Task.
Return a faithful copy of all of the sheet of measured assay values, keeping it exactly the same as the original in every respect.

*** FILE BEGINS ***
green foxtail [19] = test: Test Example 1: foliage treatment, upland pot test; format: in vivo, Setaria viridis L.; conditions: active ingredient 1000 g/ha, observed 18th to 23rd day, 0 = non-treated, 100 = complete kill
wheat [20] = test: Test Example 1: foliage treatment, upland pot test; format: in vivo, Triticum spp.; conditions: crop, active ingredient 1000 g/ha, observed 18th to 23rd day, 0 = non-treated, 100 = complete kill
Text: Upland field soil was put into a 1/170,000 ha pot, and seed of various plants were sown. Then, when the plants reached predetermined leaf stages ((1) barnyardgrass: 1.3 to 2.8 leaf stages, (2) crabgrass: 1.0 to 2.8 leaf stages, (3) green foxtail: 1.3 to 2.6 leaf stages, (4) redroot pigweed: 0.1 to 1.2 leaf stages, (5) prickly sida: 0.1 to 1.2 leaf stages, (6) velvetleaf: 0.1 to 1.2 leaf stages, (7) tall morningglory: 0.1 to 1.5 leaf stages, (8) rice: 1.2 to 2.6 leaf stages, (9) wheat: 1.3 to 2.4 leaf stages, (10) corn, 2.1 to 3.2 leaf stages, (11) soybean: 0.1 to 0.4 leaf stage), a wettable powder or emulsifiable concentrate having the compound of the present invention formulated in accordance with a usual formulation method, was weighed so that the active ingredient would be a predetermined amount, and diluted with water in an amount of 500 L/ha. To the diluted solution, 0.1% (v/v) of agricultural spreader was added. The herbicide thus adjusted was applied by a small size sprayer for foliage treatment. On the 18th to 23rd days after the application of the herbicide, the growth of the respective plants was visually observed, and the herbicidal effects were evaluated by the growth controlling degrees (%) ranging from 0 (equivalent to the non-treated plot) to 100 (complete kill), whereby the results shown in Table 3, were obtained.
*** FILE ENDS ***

green foxtail [19] = test: Test Example 1: foliage treatment, upland pot test; format: in vivo, Setaria viridis L.; conditions: active ingredient 1000 g/ha, observed 18th to 23rd day, 0 = non-treated, 100 = complete kill
wheat [20] = test: Test Example 1: foliage treatment, upland pot test; format: in vivo, Triticum spp.; conditions: crop, active ingredient 1000 g/ha, observed 18th to 23rd day, 0 = non-treated, 100 = complete kill
Text: Upland field soil was put into a 1/170,000 ha pot, and seed of various plants were sown. Then, when the plants reached predetermined leaf stages ((1) barnyardgrass: 1.3 to 2.8 leaf stages, (2) crabgrass: 1.0 to 2.8 leaf stages, (3) green foxtail: 1.3 to 2.6 leaf stages, (4) redroot pigweed: 0.1 to 1.2 leaf stages, (5) prickly sida: 0.1 to 1.2 leaf stages, (6) velvetleaf: 0.1 to 1.2 leaf stages, (7) tall morningglory: 0.1 to 1.5 leaf stages, (8) rice: 1.2 to 2.6 leaf stages, (9) wheat: 1.3 to 2.4 leaf stages, (10) corn, 2.1 to 3.2 leaf stages, (11) soybean: 0.1 to 0.4 leaf stage), a wettable powder or emulsifiable concentrate having the compound of the present invention formulated in accordance with a usual formulation method, was weighed so that the active ingredient would be a predetermined amount, and diluted with water in an amount of 500 L/ha. To the diluted solution, 0.1% (v/v) of agricultural spreader was added. The herbicide thus adjusted was applied by a small size sprayer for foliage treatment. On the 18th to 23rd days after the application of the herbicide, the growth of the respective plants was visually observed, and the herbicidal effects were evaluated by the growth controlling degrees (%) ranging from 0 (equivalent to the non-treated plot) to 100 (complete kill), whereby the results shown in Table 3, were obtained.